In his own words, George Balanchine called the exuberant Allegro Brillante "everything I know about classical ballet in thirteen minutes."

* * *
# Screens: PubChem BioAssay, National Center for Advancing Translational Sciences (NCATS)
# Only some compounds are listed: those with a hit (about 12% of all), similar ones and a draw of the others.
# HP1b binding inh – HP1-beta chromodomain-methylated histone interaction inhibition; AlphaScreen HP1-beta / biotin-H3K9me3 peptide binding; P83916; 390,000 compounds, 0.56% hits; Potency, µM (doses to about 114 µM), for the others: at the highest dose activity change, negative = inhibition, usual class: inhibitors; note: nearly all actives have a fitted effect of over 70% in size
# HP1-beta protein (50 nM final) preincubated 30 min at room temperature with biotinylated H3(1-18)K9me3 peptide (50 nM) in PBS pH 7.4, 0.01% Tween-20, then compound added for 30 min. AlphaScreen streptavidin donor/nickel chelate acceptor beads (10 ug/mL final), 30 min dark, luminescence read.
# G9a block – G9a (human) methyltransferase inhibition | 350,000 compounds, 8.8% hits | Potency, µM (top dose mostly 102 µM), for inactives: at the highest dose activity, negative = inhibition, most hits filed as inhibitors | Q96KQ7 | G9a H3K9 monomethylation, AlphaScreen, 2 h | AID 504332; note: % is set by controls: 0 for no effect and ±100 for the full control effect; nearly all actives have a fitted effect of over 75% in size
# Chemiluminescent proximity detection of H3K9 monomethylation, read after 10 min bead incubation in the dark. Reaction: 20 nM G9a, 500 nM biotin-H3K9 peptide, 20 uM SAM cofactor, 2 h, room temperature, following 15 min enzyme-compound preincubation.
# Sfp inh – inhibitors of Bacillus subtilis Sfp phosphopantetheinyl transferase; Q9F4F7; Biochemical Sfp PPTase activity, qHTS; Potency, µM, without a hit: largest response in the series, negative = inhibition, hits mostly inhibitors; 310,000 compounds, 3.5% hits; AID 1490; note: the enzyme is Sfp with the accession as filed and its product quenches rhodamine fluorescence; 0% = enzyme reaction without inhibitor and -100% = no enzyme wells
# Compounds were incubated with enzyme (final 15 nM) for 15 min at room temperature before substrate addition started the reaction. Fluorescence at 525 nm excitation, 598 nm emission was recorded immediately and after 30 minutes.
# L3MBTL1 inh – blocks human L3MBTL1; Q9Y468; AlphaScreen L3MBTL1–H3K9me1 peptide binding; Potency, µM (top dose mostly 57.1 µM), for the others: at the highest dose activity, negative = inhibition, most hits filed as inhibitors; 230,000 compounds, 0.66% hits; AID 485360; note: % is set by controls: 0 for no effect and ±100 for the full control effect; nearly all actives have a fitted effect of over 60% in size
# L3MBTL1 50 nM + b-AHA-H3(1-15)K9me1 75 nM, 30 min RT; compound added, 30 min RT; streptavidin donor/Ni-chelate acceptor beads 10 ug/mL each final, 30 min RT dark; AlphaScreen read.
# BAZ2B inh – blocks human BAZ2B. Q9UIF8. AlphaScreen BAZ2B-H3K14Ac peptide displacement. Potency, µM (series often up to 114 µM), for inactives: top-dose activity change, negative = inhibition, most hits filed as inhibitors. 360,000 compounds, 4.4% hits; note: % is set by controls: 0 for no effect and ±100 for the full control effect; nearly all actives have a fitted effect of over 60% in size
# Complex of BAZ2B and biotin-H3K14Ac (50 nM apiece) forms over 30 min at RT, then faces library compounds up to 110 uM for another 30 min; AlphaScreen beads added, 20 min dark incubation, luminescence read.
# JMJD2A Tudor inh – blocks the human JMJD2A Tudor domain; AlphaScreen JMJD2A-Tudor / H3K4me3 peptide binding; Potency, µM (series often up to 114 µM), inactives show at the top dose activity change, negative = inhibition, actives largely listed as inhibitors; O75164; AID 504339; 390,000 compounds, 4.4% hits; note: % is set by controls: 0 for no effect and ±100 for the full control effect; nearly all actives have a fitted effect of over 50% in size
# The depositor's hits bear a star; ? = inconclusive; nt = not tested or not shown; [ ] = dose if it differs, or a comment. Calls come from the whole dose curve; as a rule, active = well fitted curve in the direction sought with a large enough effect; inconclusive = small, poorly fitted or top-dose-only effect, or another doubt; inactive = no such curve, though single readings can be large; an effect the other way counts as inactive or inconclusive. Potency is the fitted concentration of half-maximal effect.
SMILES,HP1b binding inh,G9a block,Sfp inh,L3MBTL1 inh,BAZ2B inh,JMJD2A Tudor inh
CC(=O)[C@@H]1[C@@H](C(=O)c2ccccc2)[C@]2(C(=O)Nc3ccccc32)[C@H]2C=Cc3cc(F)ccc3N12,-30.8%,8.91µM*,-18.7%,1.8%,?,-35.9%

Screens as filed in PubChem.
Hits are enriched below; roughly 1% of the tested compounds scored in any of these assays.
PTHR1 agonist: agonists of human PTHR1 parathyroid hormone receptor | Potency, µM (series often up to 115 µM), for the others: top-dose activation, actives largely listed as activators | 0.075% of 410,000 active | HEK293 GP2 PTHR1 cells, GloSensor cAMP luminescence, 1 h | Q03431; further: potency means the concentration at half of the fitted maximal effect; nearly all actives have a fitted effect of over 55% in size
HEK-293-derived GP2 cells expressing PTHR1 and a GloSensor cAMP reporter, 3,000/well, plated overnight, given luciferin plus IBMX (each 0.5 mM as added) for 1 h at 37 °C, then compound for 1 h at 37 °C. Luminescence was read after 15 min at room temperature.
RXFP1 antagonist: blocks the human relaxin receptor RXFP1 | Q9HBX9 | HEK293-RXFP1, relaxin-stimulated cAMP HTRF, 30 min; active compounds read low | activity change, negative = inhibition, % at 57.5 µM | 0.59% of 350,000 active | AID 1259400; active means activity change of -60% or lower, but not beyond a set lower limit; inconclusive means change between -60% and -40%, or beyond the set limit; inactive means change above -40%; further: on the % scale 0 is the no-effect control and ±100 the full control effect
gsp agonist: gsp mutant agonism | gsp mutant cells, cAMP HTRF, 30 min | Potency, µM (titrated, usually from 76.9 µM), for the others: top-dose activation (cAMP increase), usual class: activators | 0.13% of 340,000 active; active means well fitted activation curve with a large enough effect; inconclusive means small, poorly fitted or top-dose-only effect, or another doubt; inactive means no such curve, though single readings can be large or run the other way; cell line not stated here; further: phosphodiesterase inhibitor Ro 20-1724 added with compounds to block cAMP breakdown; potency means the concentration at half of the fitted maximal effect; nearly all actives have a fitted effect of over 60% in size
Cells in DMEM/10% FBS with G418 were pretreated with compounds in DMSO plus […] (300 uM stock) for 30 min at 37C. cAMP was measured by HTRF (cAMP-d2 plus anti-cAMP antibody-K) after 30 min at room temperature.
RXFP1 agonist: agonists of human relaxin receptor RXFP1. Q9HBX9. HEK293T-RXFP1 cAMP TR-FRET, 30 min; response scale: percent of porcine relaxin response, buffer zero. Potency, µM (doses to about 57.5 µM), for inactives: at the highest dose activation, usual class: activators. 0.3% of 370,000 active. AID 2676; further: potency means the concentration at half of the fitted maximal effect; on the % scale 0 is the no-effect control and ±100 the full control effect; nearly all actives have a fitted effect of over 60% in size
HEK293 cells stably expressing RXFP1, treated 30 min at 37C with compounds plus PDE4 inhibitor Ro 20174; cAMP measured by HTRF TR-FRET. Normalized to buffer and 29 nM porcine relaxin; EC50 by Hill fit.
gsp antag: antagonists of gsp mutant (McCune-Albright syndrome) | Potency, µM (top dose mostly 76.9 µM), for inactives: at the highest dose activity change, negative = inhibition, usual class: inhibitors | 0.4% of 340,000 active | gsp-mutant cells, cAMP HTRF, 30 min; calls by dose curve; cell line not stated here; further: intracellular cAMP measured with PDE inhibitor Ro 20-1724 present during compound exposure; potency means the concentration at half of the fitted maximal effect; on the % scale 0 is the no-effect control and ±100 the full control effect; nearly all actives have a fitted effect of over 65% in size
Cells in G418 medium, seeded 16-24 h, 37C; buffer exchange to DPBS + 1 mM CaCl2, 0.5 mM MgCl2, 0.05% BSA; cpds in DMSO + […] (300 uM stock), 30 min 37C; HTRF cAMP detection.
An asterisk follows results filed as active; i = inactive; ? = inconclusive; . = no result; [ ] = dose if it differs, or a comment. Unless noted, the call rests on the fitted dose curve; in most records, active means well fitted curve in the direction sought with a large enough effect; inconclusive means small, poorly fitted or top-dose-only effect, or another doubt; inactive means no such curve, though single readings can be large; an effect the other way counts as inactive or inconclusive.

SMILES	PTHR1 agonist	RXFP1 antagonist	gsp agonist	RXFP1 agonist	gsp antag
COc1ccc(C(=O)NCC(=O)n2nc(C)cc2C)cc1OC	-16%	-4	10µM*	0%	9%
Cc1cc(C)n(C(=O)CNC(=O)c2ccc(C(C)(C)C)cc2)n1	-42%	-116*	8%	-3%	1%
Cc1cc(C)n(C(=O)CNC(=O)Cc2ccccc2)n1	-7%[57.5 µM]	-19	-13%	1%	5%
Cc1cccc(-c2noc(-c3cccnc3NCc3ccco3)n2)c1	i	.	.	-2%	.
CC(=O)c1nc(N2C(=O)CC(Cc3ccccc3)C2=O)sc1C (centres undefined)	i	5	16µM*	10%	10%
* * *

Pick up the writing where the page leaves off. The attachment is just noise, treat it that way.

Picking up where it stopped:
One of George Balanchine’s most joyous, pure dance pieces, Allegro Brillante is characterized by what Maria Tallchief — the ballerina on whom the bravura leading role was created — calls “an expansive Russian romanticism.” The ballet is set to Tschaikovsky’s Piano Concerto No. 3, a work that the composer created from sketches for a composition that was intended to be his Sixth Symphony, but which instead served as a single movement work which was published posthumously in 1894. Balanchine described this ballet as a concentrated essay in the extended classical vocabulary, in which a maximum amount of choreographic development is contained within a rather restricted area of time and space.
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